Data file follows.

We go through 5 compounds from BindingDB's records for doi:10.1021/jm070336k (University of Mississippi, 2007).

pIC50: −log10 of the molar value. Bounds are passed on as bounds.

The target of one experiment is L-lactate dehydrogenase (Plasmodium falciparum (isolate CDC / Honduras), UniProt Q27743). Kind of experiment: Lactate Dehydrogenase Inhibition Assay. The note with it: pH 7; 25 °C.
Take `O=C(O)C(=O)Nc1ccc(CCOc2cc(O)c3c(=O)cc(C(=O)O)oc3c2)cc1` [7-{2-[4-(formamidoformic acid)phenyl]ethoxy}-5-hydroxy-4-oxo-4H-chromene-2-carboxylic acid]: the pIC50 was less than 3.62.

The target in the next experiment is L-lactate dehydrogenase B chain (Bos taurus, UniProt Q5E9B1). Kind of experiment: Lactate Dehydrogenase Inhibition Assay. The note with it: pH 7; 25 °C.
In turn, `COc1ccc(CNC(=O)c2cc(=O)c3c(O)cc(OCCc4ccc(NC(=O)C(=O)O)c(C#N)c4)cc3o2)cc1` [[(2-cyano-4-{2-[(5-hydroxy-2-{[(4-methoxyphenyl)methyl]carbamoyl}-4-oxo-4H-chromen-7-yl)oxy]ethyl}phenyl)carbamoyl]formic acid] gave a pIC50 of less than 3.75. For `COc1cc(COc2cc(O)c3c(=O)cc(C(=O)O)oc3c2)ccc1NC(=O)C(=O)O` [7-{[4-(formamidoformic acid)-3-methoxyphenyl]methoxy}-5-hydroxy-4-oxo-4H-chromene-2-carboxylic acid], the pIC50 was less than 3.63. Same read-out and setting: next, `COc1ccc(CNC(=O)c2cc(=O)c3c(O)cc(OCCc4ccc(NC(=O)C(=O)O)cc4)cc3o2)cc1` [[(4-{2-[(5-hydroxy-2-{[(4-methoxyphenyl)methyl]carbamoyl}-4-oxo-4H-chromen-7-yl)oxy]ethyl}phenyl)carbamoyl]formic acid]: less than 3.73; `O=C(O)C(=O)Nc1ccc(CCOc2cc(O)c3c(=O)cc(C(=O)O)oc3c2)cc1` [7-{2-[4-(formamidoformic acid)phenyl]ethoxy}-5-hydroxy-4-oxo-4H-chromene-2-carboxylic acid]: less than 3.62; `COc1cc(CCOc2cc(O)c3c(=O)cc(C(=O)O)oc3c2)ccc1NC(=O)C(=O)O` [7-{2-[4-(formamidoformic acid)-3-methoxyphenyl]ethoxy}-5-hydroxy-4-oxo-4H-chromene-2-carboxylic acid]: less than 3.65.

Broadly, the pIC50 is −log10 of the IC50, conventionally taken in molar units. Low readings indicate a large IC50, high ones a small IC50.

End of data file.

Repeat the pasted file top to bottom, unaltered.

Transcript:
We go through 5 compounds from BindingDB's records for doi:10.1021/jm070336k (University of Mississippi, 2007).

pIC50: −log10 of the molar value. Bounds are passed on as bounds.

The target of one experiment is L-lactate dehydrogenase (Plasmodium falciparum (isolate CDC / Honduras), UniProt Q27743). Kind of experiment: Lactate Dehydrogenase Inhibition Assay. The note with it: pH 7; 25 °C.
Take `O=C(O)C(=O)Nc1ccc(CCOc2cc(O)c3c(=O)cc(C(=O)O)oc3c2)cc1` [7-{2-[4-(formamidoformic acid)phenyl]ethoxy}-5-hydroxy-4-oxo-4H-chromene-2-carboxylic acid]: the pIC50 was less than 3.62.

The target in the next experiment is L-lactate dehydrogenase B chain (Bos taurus, UniProt Q5E9B1). Kind of experiment: Lactate Dehydrogenase Inhibition Assay. The note with it: pH 7; 25 °C.
In turn, `COc1ccc(CNC(=O)c2cc(=O)c3c(O)cc(OCCc4ccc(NC(=O)C(=O)O)c(C#N)c4)cc3o2)cc1` [[(2-cyano-4-{2-[(5-hydroxy-2-{[(4-methoxyphenyl)methyl]carbamoyl}-4-oxo-4H-chromen-7-yl)oxy]ethyl}phenyl)carbamoyl]formic acid] gave a pIC50 of less than 3.75. For `COc1cc(COc2cc(O)c3c(=O)cc(C(=O)O)oc3c2)ccc1NC(=O)C(=O)O` [7-{[4-(formamidoformic acid)-3-methoxyphenyl]methoxy}-5-hydroxy-4-oxo-4H-chromene-2-carboxylic acid], the pIC50 was less than 3.63. Same read-out and setting: next, `COc1ccc(CNC(=O)c2cc(=O)c3c(O)cc(OCCc4ccc(NC(=O)C(=O)O)cc4)cc3o2)cc1` [[(4-{2-[(5-hydroxy-2-{[(4-methoxyphenyl)methyl]carbamoyl}-4-oxo-4H-chromen-7-yl)oxy]ethyl}phenyl)carbamoyl]formic acid]: less than 3.73; `O=C(O)C(=O)Nc1ccc(CCOc2cc(O)c3c(=O)cc(C(=O)O)oc3c2)cc1` [7-{2-[4-(formamidoformic acid)phenyl]ethoxy}-5-hydroxy-4-oxo-4H-chromene-2-carboxylic acid]: less than 3.62; `COc1cc(CCOc2cc(O)c3c(=O)cc(C(=O)O)oc3c2)ccc1NC(=O)C(=O)O` [7-{2-[4-(formamidoformic acid)-3-methoxyphenyl]ethoxy}-5-hydroxy-4-oxo-4H-chromene-2-carboxylic acid]: less than 3.65.

Broadly, the pIC50 is −log10 of the IC50, conventionally taken in molar units. Low readings indicate a large IC50, high ones a small IC50.